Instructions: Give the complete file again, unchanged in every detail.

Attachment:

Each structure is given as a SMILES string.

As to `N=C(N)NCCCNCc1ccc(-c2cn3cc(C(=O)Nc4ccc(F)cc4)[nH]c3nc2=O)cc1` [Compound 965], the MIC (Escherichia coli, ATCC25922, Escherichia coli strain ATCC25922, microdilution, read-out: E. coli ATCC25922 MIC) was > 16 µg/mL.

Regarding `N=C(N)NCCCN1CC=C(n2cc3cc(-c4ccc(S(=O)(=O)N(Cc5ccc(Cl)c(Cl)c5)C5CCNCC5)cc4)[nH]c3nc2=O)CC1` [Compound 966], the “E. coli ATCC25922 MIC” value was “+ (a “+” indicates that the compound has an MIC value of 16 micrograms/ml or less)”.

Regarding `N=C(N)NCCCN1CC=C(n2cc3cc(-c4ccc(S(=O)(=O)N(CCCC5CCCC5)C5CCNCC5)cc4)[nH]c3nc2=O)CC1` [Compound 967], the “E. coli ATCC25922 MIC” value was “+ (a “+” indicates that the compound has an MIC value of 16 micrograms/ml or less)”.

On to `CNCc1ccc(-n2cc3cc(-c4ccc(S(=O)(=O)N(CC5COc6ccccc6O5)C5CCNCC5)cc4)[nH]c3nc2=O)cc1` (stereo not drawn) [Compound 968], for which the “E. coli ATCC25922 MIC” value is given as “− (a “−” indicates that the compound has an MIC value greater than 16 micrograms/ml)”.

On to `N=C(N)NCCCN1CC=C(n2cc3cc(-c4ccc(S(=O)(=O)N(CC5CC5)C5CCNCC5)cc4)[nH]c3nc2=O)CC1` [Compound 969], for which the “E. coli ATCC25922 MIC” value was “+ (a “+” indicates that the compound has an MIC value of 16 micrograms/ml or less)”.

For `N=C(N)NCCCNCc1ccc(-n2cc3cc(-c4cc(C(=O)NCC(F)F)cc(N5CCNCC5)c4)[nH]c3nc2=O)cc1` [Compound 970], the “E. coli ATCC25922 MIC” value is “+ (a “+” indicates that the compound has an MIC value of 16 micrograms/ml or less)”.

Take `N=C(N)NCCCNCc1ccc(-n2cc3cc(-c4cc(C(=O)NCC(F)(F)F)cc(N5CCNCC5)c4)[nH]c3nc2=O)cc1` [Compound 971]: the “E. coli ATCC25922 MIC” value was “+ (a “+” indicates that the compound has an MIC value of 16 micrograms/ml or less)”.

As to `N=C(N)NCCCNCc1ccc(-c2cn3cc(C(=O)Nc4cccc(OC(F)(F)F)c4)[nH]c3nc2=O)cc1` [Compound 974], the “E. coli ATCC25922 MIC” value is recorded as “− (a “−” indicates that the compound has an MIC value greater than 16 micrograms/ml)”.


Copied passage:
Each structure is given as a SMILES string.

As to `N=C(N)NCCCNCc1ccc(-c2cn3cc(C(=O)Nc4ccc(F)cc4)[nH]c3nc2=O)cc1` [Compound 965], the MIC (Escherichia coli, ATCC25922, Escherichia coli strain ATCC25922, microdilution, read-out: E. coli ATCC25922 MIC) was > 16 µg/mL.

Regarding `N=C(N)NCCCN1CC=C(n2cc3cc(-c4ccc(S(=O)(=O)N(Cc5ccc(Cl)c(Cl)c5)C5CCNCC5)cc4)[nH]c3nc2=O)CC1` [Compound 966], the “E. coli ATCC25922 MIC” value was “+ (a “+” indicates that the compound has an MIC value of 16 micrograms/ml or less)”.

Regarding `N=C(N)NCCCN1CC=C(n2cc3cc(-c4ccc(S(=O)(=O)N(CCCC5CCCC5)C5CCNCC5)cc4)[nH]c3nc2=O)CC1` [Compound 967], the “E. coli ATCC25922 MIC” value was “+ (a “+” indicates that the compound has an MIC value of 16 micrograms/ml or less)”.

On to `CNCc1ccc(-n2cc3cc(-c4ccc(S(=O)(=O)N(CC5COc6ccccc6O5)C5CCNCC5)cc4)[nH]c3nc2=O)cc1` (stereo not drawn) [Compound 968], for which the “E. coli ATCC25922 MIC” value is given as “− (a “−” indicates that the compound has an MIC value greater than 16 micrograms/ml)”.

On to `N=C(N)NCCCN1CC=C(n2cc3cc(-c4ccc(S(=O)(=O)N(CC5CC5)C5CCNCC5)cc4)[nH]c3nc2=O)CC1` [Compound 969], for which the “E. coli ATCC25922 MIC” value was “+ (a “+” indicates that the compound has an MIC value of 16 micrograms/ml or less)”.

For `N=C(N)NCCCNCc1ccc(-n2cc3cc(-c4cc(C(=O)NCC(F)F)cc(N5CCNCC5)c4)[nH]c3nc2=O)cc1` [Compound 970], the “E. coli ATCC25922 MIC” value is “+ (a “+” indicates that the compound has an MIC value of 16 micrograms/ml or less)”.

Take `N=C(N)NCCCNCc1ccc(-n2cc3cc(-c4cc(C(=O)NCC(F)(F)F)cc(N5CCNCC5)c4)[nH]c3nc2=O)cc1` [Compound 971]: the “E. coli ATCC25922 MIC” value was “+ (a “+” indicates that the compound has an MIC value of 16 micrograms/ml or less)”.

As to `N=C(N)NCCCNCc1ccc(-c2cn3cc(C(=O)Nc4cccc(OC(F)(F)F)c4)[nH]c3nc2=O)cc1` [Compound 974], the “E. coli ATCC25922 MIC” value is recorded as “− (a “−” indicates that the compound has an MIC value greater than 16 micrograms/ml)”.